NEW DELHI (Reuters) - India’s “People’s Car” has yet to be unveiled and the advertising campaign has not even begun, but some Indians are already raving about Tata Motor’s new $2,500 car — despite the fears of environmentalists.
“I am really excited and definitely buying the cheapest car in the world as soon as they launch it,” said Arindam Sapui, a rice trader in Burdwan, a small town in West Bengal.
This is exactly the kind of unbridled enthusiasm that environmentalists have been dreading as they predict a plague of ever-cheaper cars and ever-swelling clouds of climate-changing fumes.
Tata will unveil its 100,000 rupee car on Thursday.
Selling for less than half price of the current cheapest car in the market, it hopes it will tap into the growing ranks of India’s middle class — rather like the Volkswagen Beetle did in Germany or the Mini in England.
Sapui currently zips between villages for work on a scooter, and was thinking about upgrading to a more powerful motorbike.
“But my wife said the 1-lakh car would be cheaper and much safer,” he said, using the word for 100,000 in the Indian counting system.
Several more-established middle class consumers who already owned one car also said it would make for an affordable second car for a spouse, son or daughter.
But environmentalists may be relieved that some people interviewed in New Delhi and Mumbai were more muted.
Some echoed fears that car sales will rocket as more people become able to afford them. They were not thinking of gas emissions so much as the horror of the commute to the office in cities where roads are jammed and public transport is miserable.
“I don’t think the car should be launched at all,” said Kishan Aswani, 75, who commutes for an hour each weekday to his south Mumbai office.
“There is already a lot of traffic on the roads. Travelling by train is impossible, you simply cannot get in or move out.”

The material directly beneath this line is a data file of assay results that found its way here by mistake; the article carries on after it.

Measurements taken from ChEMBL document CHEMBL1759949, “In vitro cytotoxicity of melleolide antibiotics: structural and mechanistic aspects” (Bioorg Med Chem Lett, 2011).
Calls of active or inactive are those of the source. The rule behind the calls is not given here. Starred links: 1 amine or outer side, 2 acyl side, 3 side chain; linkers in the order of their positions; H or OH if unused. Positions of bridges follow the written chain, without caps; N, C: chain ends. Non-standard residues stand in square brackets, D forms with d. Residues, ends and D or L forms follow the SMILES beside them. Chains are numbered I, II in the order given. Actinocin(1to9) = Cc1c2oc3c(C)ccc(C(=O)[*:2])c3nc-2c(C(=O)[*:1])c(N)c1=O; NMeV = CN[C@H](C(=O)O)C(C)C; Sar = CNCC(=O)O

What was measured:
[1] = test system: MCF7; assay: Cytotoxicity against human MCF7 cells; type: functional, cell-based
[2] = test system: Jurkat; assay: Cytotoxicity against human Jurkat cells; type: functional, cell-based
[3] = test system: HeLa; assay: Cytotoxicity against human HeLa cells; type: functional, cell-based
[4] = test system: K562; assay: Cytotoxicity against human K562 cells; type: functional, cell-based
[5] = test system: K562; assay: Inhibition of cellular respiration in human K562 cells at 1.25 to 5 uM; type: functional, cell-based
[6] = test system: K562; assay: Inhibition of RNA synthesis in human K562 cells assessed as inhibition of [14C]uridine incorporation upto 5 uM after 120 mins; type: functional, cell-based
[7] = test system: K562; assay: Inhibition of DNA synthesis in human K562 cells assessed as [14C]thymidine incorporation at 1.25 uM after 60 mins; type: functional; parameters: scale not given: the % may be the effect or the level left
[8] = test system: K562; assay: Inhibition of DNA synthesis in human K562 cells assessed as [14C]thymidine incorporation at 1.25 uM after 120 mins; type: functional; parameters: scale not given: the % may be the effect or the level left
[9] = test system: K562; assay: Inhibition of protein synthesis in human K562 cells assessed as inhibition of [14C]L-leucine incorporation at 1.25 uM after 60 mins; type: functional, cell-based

Tata Motors says a lot of these fears are unfounded. It says the car will meet emission standards and that car sales are already growing fast without the help of the People’s Car.
“Given the rate at which the entire industry will grow, even if we market it very heavily, it will still be a miniscule percentage of the cars entering the roads,” a company spokesman said.
He added that although the company is targeting first-time buyers, it was also expecting a large portion of sales to come from people trading in their old car as well as from people already considering buying a second-hand car.
Widespread poverty is another limiting factor.
For people like Anil, a 22-year-old rickshaw driver in Delhi, even the world’s cheapest car still seems ludicrously expensive.
“No money,” he said, rubbing his fingers and pouting. He earns almost exactly the national average income, and so the People’s Car amounts to more than three years’ earnings.
Likewise, Rakesh Kumar, a taxi driver, pointed out that only scooters and motorbikes could fit down the tight alleys that thread through the slums where he and tens of millions of other urban Indians live.
But as millions more people join the estimated 50 million strong middle class in the coming years, cars remain an important marker of status.
“It’s the same dream anywhere in the world,” said Jyoti Anand, a used-car salesman in Delhi. “You want a good home, a good car, and a beautiful wife.”
Baliram Thakur, a taxi driver, was also thinking of his wife when he said he planned to make a booking right away. Then someone told him the cheapest model came without air-conditioning, and his resolve wavered.
“No AC?” he said, taken aback. “The wife will get hot, and she won’t like that.”
Additional reporting by Bappa Majumdar in Kolkata and Swati Pandey in Mumbai